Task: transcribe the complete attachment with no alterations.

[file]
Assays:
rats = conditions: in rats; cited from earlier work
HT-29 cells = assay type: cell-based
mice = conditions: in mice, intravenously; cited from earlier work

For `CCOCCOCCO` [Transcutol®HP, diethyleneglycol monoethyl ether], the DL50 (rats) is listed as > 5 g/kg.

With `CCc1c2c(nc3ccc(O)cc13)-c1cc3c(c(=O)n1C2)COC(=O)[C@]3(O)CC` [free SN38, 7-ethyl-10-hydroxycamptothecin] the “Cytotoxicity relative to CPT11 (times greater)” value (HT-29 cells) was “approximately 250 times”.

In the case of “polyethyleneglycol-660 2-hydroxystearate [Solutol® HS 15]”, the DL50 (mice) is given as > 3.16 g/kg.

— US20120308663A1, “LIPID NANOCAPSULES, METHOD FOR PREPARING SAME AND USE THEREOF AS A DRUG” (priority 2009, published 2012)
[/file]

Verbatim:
Assays:
rats = conditions: in rats; cited from earlier work
HT-29 cells = assay type: cell-based
mice = conditions: in mice, intravenously; cited from earlier work

For `CCOCCOCCO` [Transcutol®HP, diethyleneglycol monoethyl ether], the DL50 (rats) is listed as > 5 g/kg.

With `CCc1c2c(nc3ccc(O)cc13)-c1cc3c(c(=O)n1C2)COC(=O)[C@]3(O)CC` [free SN38, 7-ethyl-10-hydroxycamptothecin] the “Cytotoxicity relative to CPT11 (times greater)” value (HT-29 cells) was “approximately 250 times”.

In the case of “polyethyleneglycol-660 2-hydroxystearate [Solutol® HS 15]”, the DL50 (mice) is given as > 3.16 g/kg.

— US20120308663A1, “LIPID NANOCAPSULES, METHOD FOR PREPARING SAME AND USE THEREOF AS A DRUG” (priority 2009, published 2012)